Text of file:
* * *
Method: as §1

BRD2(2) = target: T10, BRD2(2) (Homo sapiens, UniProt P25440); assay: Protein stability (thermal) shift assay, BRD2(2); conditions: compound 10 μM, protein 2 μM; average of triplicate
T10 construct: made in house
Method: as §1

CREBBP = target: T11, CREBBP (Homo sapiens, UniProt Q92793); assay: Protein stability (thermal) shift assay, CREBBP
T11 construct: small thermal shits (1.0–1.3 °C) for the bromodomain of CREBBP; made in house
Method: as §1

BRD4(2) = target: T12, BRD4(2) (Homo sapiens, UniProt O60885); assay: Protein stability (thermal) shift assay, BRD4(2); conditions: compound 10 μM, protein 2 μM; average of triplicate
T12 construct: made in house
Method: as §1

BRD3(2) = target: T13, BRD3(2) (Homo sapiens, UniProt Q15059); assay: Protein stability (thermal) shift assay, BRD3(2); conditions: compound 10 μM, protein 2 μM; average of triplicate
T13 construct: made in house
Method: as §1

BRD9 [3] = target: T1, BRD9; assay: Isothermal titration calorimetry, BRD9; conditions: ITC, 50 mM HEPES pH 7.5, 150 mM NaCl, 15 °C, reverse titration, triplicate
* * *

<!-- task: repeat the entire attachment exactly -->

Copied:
Method: as §1

BRD2(2) = target: T10, BRD2(2) (Homo sapiens, UniProt P25440); assay: Protein stability (thermal) shift assay, BRD2(2); conditions: compound 10 μM, protein 2 μM; average of triplicate
T10 construct: made in house
Method: as §1

CREBBP = target: T11, CREBBP (Homo sapiens, UniProt Q92793); assay: Protein stability (thermal) shift assay, CREBBP
T11 construct: small thermal shits (1.0–1.3 °C) for the bromodomain of CREBBP; made in house
Method: as §1

BRD4(2) = target: T12, BRD4(2) (Homo sapiens, UniProt O60885); assay: Protein stability (thermal) shift assay, BRD4(2); conditions: compound 10 μM, protein 2 μM; average of triplicate
T12 construct: made in house
Method: as §1

BRD3(2) = target: T13, BRD3(2) (Homo sapiens, UniProt Q15059); assay: Protein stability (thermal) shift assay, BRD3(2); conditions: compound 10 μM, protein 2 μM; average of triplicate
T13 construct: made in house
Method: as §1

BRD9 [3] = target: T1, BRD9; assay: Isothermal titration calorimetry, BRD9; conditions: ITC, 50 mM HEPES pH 7.5, 150 mM NaCl, 15 °C, reverse titration, triplicate